Weekly Photo Challenge: Ooh, Shiny!

“Hey, look! A plastic castle!”

No thank you. Plastic? Yuck. Man made? Not interested. 

My favorite diversions, distractions, and delightful detours are definitely of the flowers-and-butterflies variety.

Polygonia comma

Gray treefrog

Blue vervain

But to tell you the truth, these things are not merely beautiful bagatelles. These are the elements of a grand eco-system, the intrinsic parts of a working Universe. And so I am trying to be that disciplined, working person that focuses on protecting these habitats. They are not my distraction, then, they are my day plan. 

Ooh, Shiny!

Weekly Photo Challenge: Elemental

“Explore the classical elements of earth, air, water, and fire. How do you capture something invisible like air, or the movement of water? Or, more personally, is there a place you go to feel connected to the earth?”

Air, water and fire form a double rainbow touching Earth. 

Sitting on the ground beside a lake, the campfire behind him dancing in the air. 

Connected to the earth, from head to toe. 

Elemental

Weekly Photo Challenge: Textures

Nature loves to combine textures with remarkable contrast.  

Spine-prickly and petal-soft:

Cold, smooth, and rough: 

Fuzzy and rigid: 

 

Smooth, rough and bumpy:

Wet slippery, dry and grainy: 

 

Everywhere you look, Nature feels wonderful.  

Textures

Weekly Photo Challenge: What’s Wrong With This Picture?

Do you see something….unusual…in this photo?  

Blue ‘Shroom, I saw you standing alone….
It’s a lactarius indigo edible mushroom. The latex or milk that oozes from it turns from blue or blue/gray to green when it is cut open. I’ve only seen this one. 

And what’s wrong with this picture? 

Boys in shorts, green grass and blooming flowers, and…snow on the ground? 
Okay, I’m kidding. That’s not snow. It’s flower petals from the tree overhead. 

 

What about these? Anything ODD about this place? 

Yeah. It’s all weird. I don’t get humans. I’m sticking to Nature Photography. 😉  

Unusual

Weekly Photo Challenge: Collage

Here is a gallery collage of photos from my recent series, An American Adventure. In a two-week road trip, I visited eight National Parks and Monuments in Colorado, Utah, and South Dakota. If you would like to see the entire collection of 17 blog posts, click on the banner headline An American Adventure. 

Collage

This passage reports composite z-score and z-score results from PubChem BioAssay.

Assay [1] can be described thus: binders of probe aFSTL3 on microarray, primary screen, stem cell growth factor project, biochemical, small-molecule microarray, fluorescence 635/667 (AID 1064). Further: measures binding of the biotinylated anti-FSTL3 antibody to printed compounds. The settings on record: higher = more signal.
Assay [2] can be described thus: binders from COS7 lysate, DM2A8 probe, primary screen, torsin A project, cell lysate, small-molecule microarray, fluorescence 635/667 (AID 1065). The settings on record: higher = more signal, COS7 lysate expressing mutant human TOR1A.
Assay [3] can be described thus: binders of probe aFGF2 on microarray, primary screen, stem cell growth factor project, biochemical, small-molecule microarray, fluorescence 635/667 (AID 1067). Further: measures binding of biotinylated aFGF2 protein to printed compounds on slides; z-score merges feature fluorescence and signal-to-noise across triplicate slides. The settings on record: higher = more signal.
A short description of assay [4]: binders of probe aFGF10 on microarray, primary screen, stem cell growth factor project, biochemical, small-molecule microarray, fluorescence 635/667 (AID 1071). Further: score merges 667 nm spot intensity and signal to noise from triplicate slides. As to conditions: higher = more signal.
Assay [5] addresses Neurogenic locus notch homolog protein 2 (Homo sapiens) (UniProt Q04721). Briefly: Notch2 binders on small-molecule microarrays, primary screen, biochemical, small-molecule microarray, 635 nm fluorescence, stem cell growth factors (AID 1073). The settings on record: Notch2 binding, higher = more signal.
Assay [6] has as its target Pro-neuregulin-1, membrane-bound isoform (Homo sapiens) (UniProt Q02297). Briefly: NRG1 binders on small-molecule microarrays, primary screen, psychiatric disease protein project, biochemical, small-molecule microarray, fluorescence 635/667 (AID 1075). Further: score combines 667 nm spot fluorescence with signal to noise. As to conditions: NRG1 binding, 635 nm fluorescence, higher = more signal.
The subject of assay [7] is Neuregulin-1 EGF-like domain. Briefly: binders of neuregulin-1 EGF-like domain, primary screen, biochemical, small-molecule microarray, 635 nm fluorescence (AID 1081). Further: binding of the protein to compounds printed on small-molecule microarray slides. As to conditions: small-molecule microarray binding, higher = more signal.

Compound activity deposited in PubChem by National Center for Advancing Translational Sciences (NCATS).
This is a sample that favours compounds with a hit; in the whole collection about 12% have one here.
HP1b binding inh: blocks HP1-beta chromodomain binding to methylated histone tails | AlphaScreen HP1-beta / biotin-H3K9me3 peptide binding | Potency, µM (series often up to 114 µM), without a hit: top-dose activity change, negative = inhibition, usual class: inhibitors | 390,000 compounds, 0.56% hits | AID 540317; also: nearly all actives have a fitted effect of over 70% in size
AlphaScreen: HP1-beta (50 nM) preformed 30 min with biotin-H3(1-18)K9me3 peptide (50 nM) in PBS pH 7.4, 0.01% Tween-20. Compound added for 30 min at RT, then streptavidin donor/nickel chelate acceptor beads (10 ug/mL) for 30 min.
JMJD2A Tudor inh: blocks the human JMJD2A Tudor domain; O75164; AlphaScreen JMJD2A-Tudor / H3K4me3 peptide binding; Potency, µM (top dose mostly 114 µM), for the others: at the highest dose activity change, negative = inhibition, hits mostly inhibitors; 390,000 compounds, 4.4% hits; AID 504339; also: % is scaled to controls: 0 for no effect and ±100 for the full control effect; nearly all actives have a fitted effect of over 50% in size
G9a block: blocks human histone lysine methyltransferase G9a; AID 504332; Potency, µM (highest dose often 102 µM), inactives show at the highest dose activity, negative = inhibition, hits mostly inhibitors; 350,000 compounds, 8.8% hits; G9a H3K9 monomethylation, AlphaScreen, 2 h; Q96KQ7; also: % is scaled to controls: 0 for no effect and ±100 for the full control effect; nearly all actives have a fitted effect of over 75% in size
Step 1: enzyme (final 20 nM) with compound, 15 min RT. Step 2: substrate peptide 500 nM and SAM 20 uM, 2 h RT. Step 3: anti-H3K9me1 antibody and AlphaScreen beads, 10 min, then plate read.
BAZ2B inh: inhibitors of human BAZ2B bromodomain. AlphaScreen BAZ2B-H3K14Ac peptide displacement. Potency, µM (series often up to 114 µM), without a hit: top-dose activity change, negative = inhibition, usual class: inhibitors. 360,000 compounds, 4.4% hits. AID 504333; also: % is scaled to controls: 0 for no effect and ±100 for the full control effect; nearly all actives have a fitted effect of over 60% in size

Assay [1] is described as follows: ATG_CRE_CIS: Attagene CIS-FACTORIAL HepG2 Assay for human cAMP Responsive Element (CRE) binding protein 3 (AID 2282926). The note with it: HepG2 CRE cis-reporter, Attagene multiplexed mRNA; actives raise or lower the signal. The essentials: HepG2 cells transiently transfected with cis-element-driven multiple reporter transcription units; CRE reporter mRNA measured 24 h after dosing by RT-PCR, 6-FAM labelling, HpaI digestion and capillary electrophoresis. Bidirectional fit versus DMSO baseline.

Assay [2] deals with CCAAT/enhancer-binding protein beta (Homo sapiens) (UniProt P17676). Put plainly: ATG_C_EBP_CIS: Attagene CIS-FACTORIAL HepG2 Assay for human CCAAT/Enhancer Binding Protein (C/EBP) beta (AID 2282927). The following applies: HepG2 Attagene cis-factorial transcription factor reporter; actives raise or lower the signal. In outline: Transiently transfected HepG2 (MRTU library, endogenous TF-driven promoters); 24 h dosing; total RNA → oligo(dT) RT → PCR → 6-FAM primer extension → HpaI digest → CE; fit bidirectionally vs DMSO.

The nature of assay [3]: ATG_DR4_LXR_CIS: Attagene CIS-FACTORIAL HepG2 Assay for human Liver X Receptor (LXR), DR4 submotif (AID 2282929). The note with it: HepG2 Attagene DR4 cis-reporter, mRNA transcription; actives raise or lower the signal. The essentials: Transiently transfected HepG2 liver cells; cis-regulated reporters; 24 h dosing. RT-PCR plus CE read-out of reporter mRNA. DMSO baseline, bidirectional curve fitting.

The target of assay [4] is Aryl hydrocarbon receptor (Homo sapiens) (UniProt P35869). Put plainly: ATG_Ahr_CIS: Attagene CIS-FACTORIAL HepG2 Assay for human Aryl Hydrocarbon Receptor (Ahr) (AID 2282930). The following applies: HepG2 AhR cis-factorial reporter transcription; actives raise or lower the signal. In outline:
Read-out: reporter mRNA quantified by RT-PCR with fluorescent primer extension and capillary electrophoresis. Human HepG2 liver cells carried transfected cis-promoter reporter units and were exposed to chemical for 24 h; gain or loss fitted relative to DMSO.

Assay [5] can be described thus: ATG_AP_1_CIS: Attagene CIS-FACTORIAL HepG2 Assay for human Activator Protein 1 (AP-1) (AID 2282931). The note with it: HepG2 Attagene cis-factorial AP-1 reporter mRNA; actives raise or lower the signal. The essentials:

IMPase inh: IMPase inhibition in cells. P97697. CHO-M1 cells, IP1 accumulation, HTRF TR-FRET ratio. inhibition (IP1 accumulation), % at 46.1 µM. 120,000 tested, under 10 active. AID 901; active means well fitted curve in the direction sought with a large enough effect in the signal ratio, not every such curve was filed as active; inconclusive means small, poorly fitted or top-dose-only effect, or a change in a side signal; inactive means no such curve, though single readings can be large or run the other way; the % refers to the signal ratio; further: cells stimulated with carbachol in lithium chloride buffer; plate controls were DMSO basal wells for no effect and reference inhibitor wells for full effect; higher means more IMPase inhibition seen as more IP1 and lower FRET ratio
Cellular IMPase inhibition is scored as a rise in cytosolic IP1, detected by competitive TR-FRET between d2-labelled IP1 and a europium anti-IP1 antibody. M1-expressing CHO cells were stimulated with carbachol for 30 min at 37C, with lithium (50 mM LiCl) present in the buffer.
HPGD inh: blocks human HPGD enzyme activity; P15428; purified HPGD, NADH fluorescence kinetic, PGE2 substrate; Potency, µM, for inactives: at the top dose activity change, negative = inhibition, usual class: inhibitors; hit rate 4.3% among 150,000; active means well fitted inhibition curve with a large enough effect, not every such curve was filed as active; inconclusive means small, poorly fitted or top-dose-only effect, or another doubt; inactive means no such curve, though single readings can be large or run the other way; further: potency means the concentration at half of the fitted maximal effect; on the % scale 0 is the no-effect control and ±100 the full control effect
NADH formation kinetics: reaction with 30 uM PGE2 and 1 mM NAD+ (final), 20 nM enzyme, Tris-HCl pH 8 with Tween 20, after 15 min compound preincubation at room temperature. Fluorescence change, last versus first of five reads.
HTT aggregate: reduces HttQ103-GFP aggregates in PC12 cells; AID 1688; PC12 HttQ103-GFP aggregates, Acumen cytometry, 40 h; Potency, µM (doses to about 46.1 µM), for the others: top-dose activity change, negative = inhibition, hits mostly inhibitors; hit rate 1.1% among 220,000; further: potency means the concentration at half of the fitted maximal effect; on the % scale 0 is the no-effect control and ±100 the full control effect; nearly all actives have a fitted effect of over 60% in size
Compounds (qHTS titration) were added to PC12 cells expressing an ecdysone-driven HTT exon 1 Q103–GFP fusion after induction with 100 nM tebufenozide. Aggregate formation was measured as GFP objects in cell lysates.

Weekly Photo Challenge: Delta

Δ Delta

“This week, share a photograph that signifies transitions and change to you… Explore the ways in which a single photograph can express time, while only showing us a small portion of any given moment.”

Time and change symbolized in a static, 2-dimensional image — not an easy trick. However, all around us there are clues to the way that Nature has changed things over time.  How about:
1) The resting place of the bleached pelvic bone of an elk who once wandered this tall grass prairie in South Dakota

2) The abstract art of calcite deposits left in a cave long after limestone has dissolved  

 3) The fossilized bones of dinosaurs that roamed the Earth some 150 million years ago, exhibited for present day tourists to see and touch

4) These stately forms of sandstone, layered and eroded over time 

5) The moment in time when light, air, water and Earth meet in a colorful conjunction, only to disappear in the next movement of the elements

Of these five examples, which one speaks to you of the joy in change and movement? 

Delta

An American Adventure: Part Fifteen

Medicine Bow National Forest

Where to now?

With Memorial Day over and the commitment to be back at the office in one week, we faced a point of decision. Steve felt that we had missed the chance to go deeply into a single Place and was willing to drive straight home to Wisconsin. I wanted to see some sights along the way and avoid spending a night napping in the passenger seat or in a truck stop. We reached a compromise and decided to head toward the Black Hills for a few more days of exploring. 

Heading northeast from Vernal, Utah on Highway 191, we found ourselves traveling the Flaming Gorge Scenic Byway.  Two state parks are along this road, and then the Ashley National Forest and Flaming Gorge National Recreation Area. Where the land isn’t protected, mining operations have stripped off the top of the mountains. The sight of those huge scars made me shake. Along the way, we realized we were on the “Drive Through the Ages Geological Tour”. This section of road traverses the Morrison Formation. Roadside signs name the various geological features and approximate their age. It was like having a review of the Geology 101 talk we heard at Dinosaur National Monument by going down the symmetrically opposite side of that bell curve.

The Flaming Gorge Recreational Area was created by damming up the Green River that flowed by our campsite the previous night. I have so many questions about how this man-made alteration affects the land, why it was proposed and built, who benefits and who loses. I have questions about others in the west as well: Glen Canyon dam, Hoover dam, and the rest along the Colorado River. Coming over the top of the Uinta Mountains, all I could say when I saw these structures through my cracked windshield was, “Dam!” 

We headed on to Interstate 90 going east through Wyoming and crossed the Continental Divide again…twice. At this lower elevation, it splits into two lines on the road map, and it seems there is a dry basin area in the middle. In eastern Wyoming, we camped in Medicine Bow National Forest for the night. It was quite close to the Interstate, convenient but noisy. Rain was falling as we pitched the tent. I scrambled inside, but emerged shortly because I had forgotten something in the car. I’m so glad I did not miss this sight!At the end of the day, no matter what humans have done, built or destroyed, there is still Air, Water, Sun and Earth. I am glad. And I am humbled. This is the Medicine Bow.